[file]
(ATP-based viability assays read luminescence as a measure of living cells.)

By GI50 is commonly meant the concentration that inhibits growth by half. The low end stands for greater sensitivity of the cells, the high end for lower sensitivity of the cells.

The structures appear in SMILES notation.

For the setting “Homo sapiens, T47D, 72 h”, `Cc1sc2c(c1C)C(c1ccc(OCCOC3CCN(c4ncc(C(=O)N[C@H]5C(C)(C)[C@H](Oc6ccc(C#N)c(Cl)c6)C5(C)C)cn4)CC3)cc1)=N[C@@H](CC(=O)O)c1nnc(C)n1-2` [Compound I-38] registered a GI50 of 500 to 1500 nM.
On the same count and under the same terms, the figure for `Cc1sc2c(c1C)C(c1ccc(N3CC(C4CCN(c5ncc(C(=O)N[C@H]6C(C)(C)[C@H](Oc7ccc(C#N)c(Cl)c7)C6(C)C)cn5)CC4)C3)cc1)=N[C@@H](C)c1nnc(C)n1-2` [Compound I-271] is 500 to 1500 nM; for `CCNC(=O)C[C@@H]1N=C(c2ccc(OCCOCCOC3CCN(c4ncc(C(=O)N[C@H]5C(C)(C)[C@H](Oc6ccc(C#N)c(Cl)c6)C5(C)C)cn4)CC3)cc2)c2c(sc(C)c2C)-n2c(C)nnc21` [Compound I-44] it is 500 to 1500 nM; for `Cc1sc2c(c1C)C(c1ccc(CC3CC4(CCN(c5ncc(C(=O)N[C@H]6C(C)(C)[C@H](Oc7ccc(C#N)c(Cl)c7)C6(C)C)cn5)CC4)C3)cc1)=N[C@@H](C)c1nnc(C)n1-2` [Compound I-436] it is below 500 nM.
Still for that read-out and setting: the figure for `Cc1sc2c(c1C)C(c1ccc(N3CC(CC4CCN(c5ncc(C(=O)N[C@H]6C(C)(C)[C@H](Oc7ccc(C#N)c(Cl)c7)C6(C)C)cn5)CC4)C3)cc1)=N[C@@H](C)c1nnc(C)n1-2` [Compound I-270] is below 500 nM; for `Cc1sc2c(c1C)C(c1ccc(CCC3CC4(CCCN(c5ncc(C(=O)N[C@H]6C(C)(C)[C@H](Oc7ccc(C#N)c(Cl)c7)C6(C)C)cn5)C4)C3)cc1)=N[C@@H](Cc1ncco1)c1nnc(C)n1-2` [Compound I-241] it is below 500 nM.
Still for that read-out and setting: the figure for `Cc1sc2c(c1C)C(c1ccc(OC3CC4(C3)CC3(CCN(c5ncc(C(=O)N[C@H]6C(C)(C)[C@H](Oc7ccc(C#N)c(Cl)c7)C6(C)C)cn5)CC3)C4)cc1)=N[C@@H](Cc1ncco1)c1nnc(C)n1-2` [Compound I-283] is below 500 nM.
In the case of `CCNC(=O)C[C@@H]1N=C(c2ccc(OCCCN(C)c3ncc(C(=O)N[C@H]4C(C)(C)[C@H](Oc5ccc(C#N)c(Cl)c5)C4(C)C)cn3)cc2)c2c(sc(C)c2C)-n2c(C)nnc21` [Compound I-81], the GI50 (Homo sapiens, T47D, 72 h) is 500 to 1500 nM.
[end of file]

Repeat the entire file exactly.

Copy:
(ATP-based viability assays read luminescence as a measure of living cells.)

By GI50 is commonly meant the concentration that inhibits growth by half. The low end stands for greater sensitivity of the cells, the high end for lower sensitivity of the cells.

The structures appear in SMILES notation.

For the setting “Homo sapiens, T47D, 72 h”, `Cc1sc2c(c1C)C(c1ccc(OCCOC3CCN(c4ncc(C(=O)N[C@H]5C(C)(C)[C@H](Oc6ccc(C#N)c(Cl)c6)C5(C)C)cn4)CC3)cc1)=N[C@@H](CC(=O)O)c1nnc(C)n1-2` [Compound I-38] registered a GI50 of 500 to 1500 nM.
On the same count and under the same terms, the figure for `Cc1sc2c(c1C)C(c1ccc(N3CC(C4CCN(c5ncc(C(=O)N[C@H]6C(C)(C)[C@H](Oc7ccc(C#N)c(Cl)c7)C6(C)C)cn5)CC4)C3)cc1)=N[C@@H](C)c1nnc(C)n1-2` [Compound I-271] is 500 to 1500 nM; for `CCNC(=O)C[C@@H]1N=C(c2ccc(OCCOCCOC3CCN(c4ncc(C(=O)N[C@H]5C(C)(C)[C@H](Oc6ccc(C#N)c(Cl)c6)C5(C)C)cn4)CC3)cc2)c2c(sc(C)c2C)-n2c(C)nnc21` [Compound I-44] it is 500 to 1500 nM; for `Cc1sc2c(c1C)C(c1ccc(CC3CC4(CCN(c5ncc(C(=O)N[C@H]6C(C)(C)[C@H](Oc7ccc(C#N)c(Cl)c7)C6(C)C)cn5)CC4)C3)cc1)=N[C@@H](C)c1nnc(C)n1-2` [Compound I-436] it is below 500 nM.
Still for that read-out and setting: the figure for `Cc1sc2c(c1C)C(c1ccc(N3CC(CC4CCN(c5ncc(C(=O)N[C@H]6C(C)(C)[C@H](Oc7ccc(C#N)c(Cl)c7)C6(C)C)cn5)CC4)C3)cc1)=N[C@@H](C)c1nnc(C)n1-2` [Compound I-270] is below 500 nM; for `Cc1sc2c(c1C)C(c1ccc(CCC3CC4(CCCN(c5ncc(C(=O)N[C@H]6C(C)(C)[C@H](Oc7ccc(C#N)c(Cl)c7)C6(C)C)cn5)C4)C3)cc1)=N[C@@H](Cc1ncco1)c1nnc(C)n1-2` [Compound I-241] it is below 500 nM.
Still for that read-out and setting: the figure for `Cc1sc2c(c1C)C(c1ccc(OC3CC4(C3)CC3(CCN(c5ncc(C(=O)N[C@H]6C(C)(C)[C@H](Oc7ccc(C#N)c(Cl)c7)C6(C)C)cn5)CC3)C4)cc1)=N[C@@H](Cc1ncco1)c1nnc(C)n1-2` [Compound I-283] is below 500 nM.
In the case of `CCNC(=O)C[C@@H]1N=C(c2ccc(OCCCN(C)c3ncc(C(=O)N[C@H]4C(C)(C)[C@H](Oc5ccc(C#N)c(Cl)c5)C4(C)C)cn3)cc2)c2c(sc(C)c2C)-n2c(C)nnc21` [Compound I-81], the GI50 (Homo sapiens, T47D, 72 h) is 500 to 1500 nM.